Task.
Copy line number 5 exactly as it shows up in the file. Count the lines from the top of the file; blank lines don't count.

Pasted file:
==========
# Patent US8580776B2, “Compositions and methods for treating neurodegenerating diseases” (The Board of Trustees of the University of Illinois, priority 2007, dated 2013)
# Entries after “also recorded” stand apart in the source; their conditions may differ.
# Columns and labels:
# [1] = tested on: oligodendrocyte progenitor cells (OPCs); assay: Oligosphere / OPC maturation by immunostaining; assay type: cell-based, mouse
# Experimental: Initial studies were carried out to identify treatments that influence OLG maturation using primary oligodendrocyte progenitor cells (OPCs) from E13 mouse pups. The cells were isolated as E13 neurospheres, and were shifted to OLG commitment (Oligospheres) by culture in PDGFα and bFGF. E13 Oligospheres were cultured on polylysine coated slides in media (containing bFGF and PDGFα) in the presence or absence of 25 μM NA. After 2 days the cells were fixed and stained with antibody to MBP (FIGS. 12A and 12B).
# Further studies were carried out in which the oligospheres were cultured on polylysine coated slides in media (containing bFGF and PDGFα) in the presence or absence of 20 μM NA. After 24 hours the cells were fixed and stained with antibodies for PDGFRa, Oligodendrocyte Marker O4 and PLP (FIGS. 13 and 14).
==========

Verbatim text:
# Experimental: Initial studies were carried out to identify treatments that influence OLG maturation using primary oligodendrocyte progenitor cells (OPCs) from E13 mouse pups. The cells were isolated as E13 neurospheres, and were shifted to OLG commitment (Oligospheres) by culture in PDGFα and bFGF. E13 Oligospheres were cultured on polylysine coated slides in media (containing bFGF and PDGFα) in the presence or absence of 25 μM NA. After 2 days the cells were fixed and stained with antibody to MBP (FIGS. 12A and 12B).